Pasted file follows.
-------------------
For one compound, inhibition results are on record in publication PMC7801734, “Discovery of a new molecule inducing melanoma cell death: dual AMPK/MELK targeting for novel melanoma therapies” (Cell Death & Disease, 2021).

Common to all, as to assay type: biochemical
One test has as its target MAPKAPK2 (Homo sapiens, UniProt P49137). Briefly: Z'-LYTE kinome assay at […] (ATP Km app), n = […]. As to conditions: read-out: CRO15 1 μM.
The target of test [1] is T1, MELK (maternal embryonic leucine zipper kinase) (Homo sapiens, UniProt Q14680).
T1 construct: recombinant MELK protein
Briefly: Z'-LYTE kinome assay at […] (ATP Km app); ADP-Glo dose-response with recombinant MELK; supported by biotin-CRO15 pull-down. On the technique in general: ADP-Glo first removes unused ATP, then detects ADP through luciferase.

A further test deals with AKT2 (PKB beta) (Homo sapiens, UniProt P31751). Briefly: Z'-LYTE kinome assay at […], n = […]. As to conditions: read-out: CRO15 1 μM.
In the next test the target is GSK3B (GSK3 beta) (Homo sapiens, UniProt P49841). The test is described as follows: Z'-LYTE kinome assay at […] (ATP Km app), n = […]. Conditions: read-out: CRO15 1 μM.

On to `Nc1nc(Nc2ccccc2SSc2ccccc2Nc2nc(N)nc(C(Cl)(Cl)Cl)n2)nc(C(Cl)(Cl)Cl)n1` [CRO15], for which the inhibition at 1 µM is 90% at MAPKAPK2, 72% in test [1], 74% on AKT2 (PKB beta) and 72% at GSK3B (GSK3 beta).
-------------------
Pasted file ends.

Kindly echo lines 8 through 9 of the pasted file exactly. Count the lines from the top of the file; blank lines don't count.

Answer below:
In the next test the target is GSK3B (GSK3 beta) (Homo sapiens, UniProt P49841). The test is described as follows: Z'-LYTE kinome assay at […] (ATP Km app), n = […]. Conditions: read-out: CRO15 1 μM.

On to `Nc1nc(Nc2ccccc2SSc2ccccc2Nc2nc(N)nc(C(Cl)(Cl)Cl)n2)nc(C(Cl)(Cl)Cl)n1` [CRO15], for which the inhibition at 1 µM is 90% at MAPKAPK2, 72% in test [1], 74% on AKT2 (PKB beta) and 72% at GSK3B (GSK3 beta).